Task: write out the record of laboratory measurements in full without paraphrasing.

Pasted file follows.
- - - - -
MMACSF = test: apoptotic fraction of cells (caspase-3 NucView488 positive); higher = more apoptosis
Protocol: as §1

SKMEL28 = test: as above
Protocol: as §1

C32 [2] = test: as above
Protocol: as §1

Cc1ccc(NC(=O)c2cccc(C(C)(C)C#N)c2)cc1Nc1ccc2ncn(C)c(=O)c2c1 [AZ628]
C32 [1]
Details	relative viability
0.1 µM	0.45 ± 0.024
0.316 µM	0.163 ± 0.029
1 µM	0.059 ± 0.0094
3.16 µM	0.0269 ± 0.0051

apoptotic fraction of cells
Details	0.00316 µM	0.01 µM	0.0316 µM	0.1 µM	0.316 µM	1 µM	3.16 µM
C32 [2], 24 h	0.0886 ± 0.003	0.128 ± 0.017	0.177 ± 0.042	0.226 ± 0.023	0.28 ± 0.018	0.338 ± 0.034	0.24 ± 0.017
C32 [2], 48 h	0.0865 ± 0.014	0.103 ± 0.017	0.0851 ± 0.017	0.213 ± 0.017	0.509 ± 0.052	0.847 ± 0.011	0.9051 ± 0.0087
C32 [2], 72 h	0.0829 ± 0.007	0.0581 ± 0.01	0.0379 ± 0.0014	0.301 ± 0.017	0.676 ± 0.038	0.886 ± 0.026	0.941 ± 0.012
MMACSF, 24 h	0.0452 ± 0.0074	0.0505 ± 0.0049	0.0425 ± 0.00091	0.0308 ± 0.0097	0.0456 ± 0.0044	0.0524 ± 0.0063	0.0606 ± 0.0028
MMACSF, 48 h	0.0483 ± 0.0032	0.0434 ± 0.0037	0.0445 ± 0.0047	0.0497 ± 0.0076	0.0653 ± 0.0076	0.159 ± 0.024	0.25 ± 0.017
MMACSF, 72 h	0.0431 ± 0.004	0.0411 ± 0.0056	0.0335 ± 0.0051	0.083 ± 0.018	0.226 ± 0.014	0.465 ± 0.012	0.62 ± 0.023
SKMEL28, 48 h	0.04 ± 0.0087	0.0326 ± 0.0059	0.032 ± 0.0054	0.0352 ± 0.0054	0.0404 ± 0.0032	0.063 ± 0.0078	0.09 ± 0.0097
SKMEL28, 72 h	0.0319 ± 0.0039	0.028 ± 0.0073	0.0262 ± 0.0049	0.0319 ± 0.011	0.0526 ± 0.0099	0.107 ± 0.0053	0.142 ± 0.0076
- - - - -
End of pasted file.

MMACSF = test: apoptotic fraction of cells (caspase-3 NucView488 positive); higher = more apoptosis
Protocol: as §1

SKMEL28 = test: as above
Protocol: as §1

C32 [2] = test: as above
Protocol: as §1

Cc1ccc(NC(=O)c2cccc(C(C)(C)C#N)c2)cc1Nc1ccc2ncn(C)c(=O)c2c1 [AZ628]
C32 [1]
Details	relative viability
0.1 µM	0.45 ± 0.024
0.316 µM	0.163 ± 0.029
1 µM	0.059 ± 0.0094
3.16 µM	0.0269 ± 0.0051

apoptotic fraction of cells
Details	0.00316 µM	0.01 µM	0.0316 µM	0.1 µM	0.316 µM	1 µM	3.16 µM
C32 [2], 24 h	0.0886 ± 0.003	0.128 ± 0.017	0.177 ± 0.042	0.226 ± 0.023	0.28 ± 0.018	0.338 ± 0.034	0.24 ± 0.017
C32 [2], 48 h	0.0865 ± 0.014	0.103 ± 0.017	0.0851 ± 0.017	0.213 ± 0.017	0.509 ± 0.052	0.847 ± 0.011	0.9051 ± 0.0087
C32 [2], 72 h	0.0829 ± 0.007	0.0581 ± 0.01	0.0379 ± 0.0014	0.301 ± 0.017	0.676 ± 0.038	0.886 ± 0.026	0.941 ± 0.012
MMACSF, 24 h	0.0452 ± 0.0074	0.0505 ± 0.0049	0.0425 ± 0.00091	0.0308 ± 0.0097	0.0456 ± 0.0044	0.0524 ± 0.0063	0.0606 ± 0.0028
MMACSF, 48 h	0.0483 ± 0.0032	0.0434 ± 0.0037	0.0445 ± 0.0047	0.0497 ± 0.0076	0.0653 ± 0.0076	0.159 ± 0.024	0.25 ± 0.017
MMACSF, 72 h	0.0431 ± 0.004	0.0411 ± 0.0056	0.0335 ± 0.0051	0.083 ± 0.018	0.226 ± 0.014	0.465 ± 0.012	0.62 ± 0.023
SKMEL28, 48 h	0.04 ± 0.0087	0.0326 ± 0.0059	0.032 ± 0.0054	0.0352 ± 0.0054	0.0404 ± 0.0032	0.063 ± 0.0078	0.09 ± 0.0097
SKMEL28, 72 h	0.0319 ± 0.0039	0.028 ± 0.0073	0.0262 ± 0.0049	0.0319 ± 0.011	0.0526 ± 0.0099	0.107 ± 0.0053	0.142 ± 0.0076